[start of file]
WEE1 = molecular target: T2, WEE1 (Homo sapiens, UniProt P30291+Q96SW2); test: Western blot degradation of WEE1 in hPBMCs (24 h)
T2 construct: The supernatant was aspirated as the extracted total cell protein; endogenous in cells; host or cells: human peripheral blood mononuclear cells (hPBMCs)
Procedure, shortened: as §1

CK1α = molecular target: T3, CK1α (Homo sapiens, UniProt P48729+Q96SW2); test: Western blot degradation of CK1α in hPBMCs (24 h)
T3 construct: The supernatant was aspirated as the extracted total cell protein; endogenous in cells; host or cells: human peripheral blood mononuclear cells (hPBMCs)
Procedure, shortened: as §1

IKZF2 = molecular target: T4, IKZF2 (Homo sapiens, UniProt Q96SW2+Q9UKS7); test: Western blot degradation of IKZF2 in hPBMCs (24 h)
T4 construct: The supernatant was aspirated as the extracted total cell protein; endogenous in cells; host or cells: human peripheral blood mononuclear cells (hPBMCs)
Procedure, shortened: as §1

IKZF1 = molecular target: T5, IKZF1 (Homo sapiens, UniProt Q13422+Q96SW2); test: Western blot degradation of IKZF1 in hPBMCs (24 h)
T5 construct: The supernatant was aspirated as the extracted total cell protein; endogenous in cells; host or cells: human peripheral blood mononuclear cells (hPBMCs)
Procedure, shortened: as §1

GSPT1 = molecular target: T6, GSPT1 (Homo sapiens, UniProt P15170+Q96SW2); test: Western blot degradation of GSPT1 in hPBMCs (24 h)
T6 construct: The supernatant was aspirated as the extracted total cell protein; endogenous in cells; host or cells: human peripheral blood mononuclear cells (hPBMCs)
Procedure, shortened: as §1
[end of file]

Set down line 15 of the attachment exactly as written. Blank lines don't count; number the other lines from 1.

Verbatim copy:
Procedure, shortened: as §1